The Seahawks full of new, mostly young faces on offense
NFL teams don't change overnight. Sometimes it takes a whole week. The Seahawks showed that in the seven days after the longest work stoppage in NFL history ended, making changes that were as significant as they were sudden.
Seattle Times staff reporter
NFL teams don't change overnight.
Sometimes it takes a whole week.
The Seahawks showed that in the seven days after the longest work stoppage in NFL history ended, making changes that were as significant as they were sudden. They signed Tarvaris Jackson and left guard Robert Gallery, added Pro Bowlers Sidney Rice and Zach Miller and then waved goodbye as quarterback Matt Hasselbeck signed in Tennessee and defensive captain Lofa Tatupu was released.
And when it was over, coach Pete Carroll and general manager John Schneider took a look at the team they inherited two years ago and marveled at the change.
"We thought it would take three years to really get a young football team in here," Carroll said.
It took less than two.
Just don't call it a facelift. This was more than cosmetic surgery, and a procedure that cost millions of dollars and took months of patience.
The Seahawks signed the big-name receiver they'd been seeking for more than a year by adding Rice. In Miller, Seattle acquired a tight end it considered an elite, Pro Bowl player for years to come. Jackson has been given the chance to prove he's a viable starting quarterback in this league while Gallery is a veteran added to stabilize an otherwise young offensive line.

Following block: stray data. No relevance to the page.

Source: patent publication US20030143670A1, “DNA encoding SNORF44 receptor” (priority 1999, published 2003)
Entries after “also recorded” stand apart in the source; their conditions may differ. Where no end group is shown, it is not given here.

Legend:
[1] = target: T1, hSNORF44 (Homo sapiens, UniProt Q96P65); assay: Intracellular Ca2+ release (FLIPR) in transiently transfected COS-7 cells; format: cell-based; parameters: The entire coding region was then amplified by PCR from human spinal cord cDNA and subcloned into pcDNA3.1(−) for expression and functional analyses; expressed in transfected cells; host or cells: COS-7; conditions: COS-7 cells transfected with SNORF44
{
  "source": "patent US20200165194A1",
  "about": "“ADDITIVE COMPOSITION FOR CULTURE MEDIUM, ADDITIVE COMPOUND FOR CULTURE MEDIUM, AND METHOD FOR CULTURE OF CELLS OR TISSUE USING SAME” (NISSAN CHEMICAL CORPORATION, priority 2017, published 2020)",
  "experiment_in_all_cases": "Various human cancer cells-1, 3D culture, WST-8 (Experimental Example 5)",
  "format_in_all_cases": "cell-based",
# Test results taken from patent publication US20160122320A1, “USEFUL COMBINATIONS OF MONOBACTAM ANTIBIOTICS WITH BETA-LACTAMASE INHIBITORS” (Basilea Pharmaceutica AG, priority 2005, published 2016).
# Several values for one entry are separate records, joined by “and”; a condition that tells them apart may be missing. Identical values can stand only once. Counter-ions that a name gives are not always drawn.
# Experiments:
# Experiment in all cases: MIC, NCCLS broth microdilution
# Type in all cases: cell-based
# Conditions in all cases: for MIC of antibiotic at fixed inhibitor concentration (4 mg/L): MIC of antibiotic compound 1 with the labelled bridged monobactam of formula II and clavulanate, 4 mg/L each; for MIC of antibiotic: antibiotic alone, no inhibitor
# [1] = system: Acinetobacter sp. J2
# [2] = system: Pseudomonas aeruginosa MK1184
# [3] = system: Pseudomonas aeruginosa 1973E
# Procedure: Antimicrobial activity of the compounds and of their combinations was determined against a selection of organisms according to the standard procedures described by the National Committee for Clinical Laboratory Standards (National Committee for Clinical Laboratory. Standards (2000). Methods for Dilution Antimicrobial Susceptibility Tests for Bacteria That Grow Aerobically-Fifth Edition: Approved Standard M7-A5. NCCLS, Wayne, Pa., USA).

Seattle isn't rebuilding its offense anymore. The offense is rebuilt, and the question is how long it will take for the group to come together and show progress.
"I don't think you put a timeline on that," Carroll said.
It's a new era in Seattle because of all the adjectives that might be hung on this team, old is not one of them. There isn't a projected starter on offense or defense older than 31, and only two players on the entire roster were born before 1980.
For all the roster moves Seattle made a year ago — there were 284 of them — the majority affected the lower third of the roster. The starting lineup wasn't overhauled that dramatically.
This season is different.
The quarterback of the most successful decade in franchise history is gone, the middle linebacker who stabilized the defense of its only Super Bowl team was released. Only one of the 11 players expected to start on offense was a Seahawk before Carroll became coach: center Max Unger.
The offense that was Seattle's signature in the Super Bowl season of 2005 had aged and atrophied. For all the millions Seattle spent on veteran wide receivers from Nate Burleson to Deion Branch to T.J. Houshmandzadeh, they never found a Pro Bowler for Hasselbeck to throw to.
For that matter, Seattle never found a potential successor to Hasselbeck in the draft, nor did the Seahawks draft someone to replace Walter Jones. At least not until last year when the first draft pick of Carroll's tenure was used on Russell Okung.